Constitution Breakdown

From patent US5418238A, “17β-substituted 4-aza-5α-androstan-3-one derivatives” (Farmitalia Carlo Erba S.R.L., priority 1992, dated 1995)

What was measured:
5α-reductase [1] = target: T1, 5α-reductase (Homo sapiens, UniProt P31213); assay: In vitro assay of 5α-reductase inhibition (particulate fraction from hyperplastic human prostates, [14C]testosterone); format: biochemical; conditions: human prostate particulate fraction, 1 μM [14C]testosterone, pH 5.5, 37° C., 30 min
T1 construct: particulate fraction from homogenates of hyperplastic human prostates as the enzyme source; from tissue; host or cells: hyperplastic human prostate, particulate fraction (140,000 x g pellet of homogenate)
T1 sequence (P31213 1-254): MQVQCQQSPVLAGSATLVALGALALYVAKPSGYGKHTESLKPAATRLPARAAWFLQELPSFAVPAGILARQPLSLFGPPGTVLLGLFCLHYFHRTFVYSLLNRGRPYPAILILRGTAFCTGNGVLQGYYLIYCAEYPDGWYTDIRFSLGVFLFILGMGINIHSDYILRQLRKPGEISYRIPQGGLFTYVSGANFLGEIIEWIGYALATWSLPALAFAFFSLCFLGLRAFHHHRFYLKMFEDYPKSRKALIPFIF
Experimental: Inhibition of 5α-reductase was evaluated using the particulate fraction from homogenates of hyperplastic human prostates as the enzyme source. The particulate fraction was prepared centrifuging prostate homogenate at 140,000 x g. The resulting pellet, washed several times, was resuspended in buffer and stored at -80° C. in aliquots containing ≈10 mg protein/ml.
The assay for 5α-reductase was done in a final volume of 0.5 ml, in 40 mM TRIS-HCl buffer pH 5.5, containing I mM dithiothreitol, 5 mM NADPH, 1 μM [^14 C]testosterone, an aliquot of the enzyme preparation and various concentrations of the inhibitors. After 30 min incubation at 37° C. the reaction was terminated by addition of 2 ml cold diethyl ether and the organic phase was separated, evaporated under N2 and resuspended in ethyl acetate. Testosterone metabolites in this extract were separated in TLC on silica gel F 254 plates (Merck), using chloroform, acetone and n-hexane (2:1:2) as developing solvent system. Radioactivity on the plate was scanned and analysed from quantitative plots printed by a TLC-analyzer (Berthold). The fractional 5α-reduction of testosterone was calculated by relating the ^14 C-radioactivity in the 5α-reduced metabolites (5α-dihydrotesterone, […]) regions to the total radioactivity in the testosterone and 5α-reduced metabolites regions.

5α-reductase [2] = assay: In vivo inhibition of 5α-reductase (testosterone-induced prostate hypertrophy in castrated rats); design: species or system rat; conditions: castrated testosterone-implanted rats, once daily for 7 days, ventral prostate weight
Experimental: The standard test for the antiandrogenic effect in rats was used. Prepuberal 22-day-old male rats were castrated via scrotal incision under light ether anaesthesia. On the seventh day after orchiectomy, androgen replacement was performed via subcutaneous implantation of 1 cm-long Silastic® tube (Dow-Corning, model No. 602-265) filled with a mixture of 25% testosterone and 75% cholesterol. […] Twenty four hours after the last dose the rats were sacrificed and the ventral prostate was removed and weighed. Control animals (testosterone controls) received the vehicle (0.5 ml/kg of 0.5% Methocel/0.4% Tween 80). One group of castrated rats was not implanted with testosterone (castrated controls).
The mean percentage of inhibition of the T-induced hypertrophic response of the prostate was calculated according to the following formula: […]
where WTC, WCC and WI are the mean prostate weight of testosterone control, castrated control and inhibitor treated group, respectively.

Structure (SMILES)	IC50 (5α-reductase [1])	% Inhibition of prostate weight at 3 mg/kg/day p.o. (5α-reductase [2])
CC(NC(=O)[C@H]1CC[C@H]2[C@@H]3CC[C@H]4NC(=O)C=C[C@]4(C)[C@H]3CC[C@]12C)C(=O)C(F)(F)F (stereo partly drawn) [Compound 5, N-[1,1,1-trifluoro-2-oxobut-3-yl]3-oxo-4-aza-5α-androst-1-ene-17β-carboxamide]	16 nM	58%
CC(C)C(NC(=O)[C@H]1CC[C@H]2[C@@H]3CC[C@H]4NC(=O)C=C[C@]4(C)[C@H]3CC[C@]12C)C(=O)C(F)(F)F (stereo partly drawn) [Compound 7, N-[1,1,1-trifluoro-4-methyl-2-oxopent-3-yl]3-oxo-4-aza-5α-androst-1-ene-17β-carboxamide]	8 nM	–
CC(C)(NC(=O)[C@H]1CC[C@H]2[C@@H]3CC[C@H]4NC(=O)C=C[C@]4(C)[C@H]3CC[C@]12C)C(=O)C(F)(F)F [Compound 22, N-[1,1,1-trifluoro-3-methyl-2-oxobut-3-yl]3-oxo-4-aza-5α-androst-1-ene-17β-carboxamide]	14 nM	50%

You can find a digital copy at the questions below. Be sure to do so entirely in your own words. Do not rely solely on the summaries of the components on the website because they are not always exhaustive. Part One: The Articles Read each article of the Constitution. Summarize the general purpose of each. Be sure to provide sufficient detail. ArticleSummaryArticle I Article II Article III Article IV Article V Article VI Article VII Answer the following questions: Which article is the longest and most detailed? Explain two reasons why that might be the case. If you could rewrite one article, which would it be and why. Name and explain at least two changes you would make. Part Two: The Amendments Read and briefly describe each amendment to the Constitution. Be sure to explain all sections. AmendmentDescription (of all parts)1 2 3 4 5 6 7 8 9 10 11 12 13 14 15 16 17 18 19 20 21 22 23 24 25 26 27 Answer the following: What are the first ten amendments known as, collectively, and why is this the case? Identify the amendments passed in the wake of the Civil War. Collectively what was the goal of these amendments? Identify three amendments that extended suffrage to new groups of people. Briefly explain the historical context that led to the passage of these events. Part Three: The Branches of Government Use the text of the Constitution to answer the following. Provide direct citations, when asked, for the location of the information you used (i.e., the article, section, and clause number). List and explain the six purposes of the Constitution according to the Preamble.What are the two parts of the legislative branch? (Provide citation)What are the written requirements to serve in the House? (Provide citation)How powers of Congress are unique to the House?How many senators does each state have and how were they originally chosen? What amendment changed this?What are the written requirements to serve in the Senate? (Provide citation)Who is the President of the Senate? When can s/he vote in the Senate? (Provide citation)What powers of Congress are unique to the Senate?What is the process for impeachment and removal? What are the voting thresholds for impeachment and conviction? Who can be impeached and for what? Who presides over removals? (Provide citation)Where do all bills raising a revenue begin? (Provide citation)What is required to override a presidential veto? (Provide citation)List 10 powers given to Congress (provide citations for each).List four powers denied to Congress (provide citations for each).How many electors does each state get in the Electoral College? How are these electors chosen? (Provide citation)What are the formal qualifications to serve as president? (Provide citation)List two powers the president has that require the Advice and Consent of the Senate.List three duties of the president according to the Constitution. (Provide citation)What branch of government can create inferior courts?Who appoints and confirms federal judges? How long do they serve? (Provide citation)List five types of cases federal courts may try.Over what types of cases does the Supreme Court have original jurisdiction? (Provide citation)How can the Constitution be amended? Explain all methods. (Provide citation)What is one thing the Constitution cannot be amended to allow? (Provide citation)How many states had to ratify the Constitution? (Provide citation) Part Four: Majority and Supermajority Use the Constitution to answer the following questions. The Constitution requires a simple majority for some actions and a super-majority for others. When asked, explain what level of approval is required. If a supermajority is required, explain the threshold (e.g., 2/3, 3/5, 3/4, etc.). What bodies have the power to override a presidential veto?What margin is required to override a veto?Who has the ability to create treaties?What body has the power to ratify treaties?What margin is required to ratify treaties?What body has the power to impeach a governmental official?What body has the power to convict an official of impeachment charges?What margin is required to impeach? And convict?What body has the power to accept or reject the president’s nomination to the Supreme Court?What margin is required to seat a presidential nomination? Part Five: Important Constitutional Clauses The following are important clauses listed in the Constitution or its Amendments For each, define the clause in your own words and explain its importance. Full Faith and CreditCommerce ClauseSupremacy ClauseNecessary and Proper ClauseGeneral Welfare ClauseEstablishment ClauseFree-exercise ClauseDue Process Clause (both 5th and 14th Amendments)Equal Protection Clause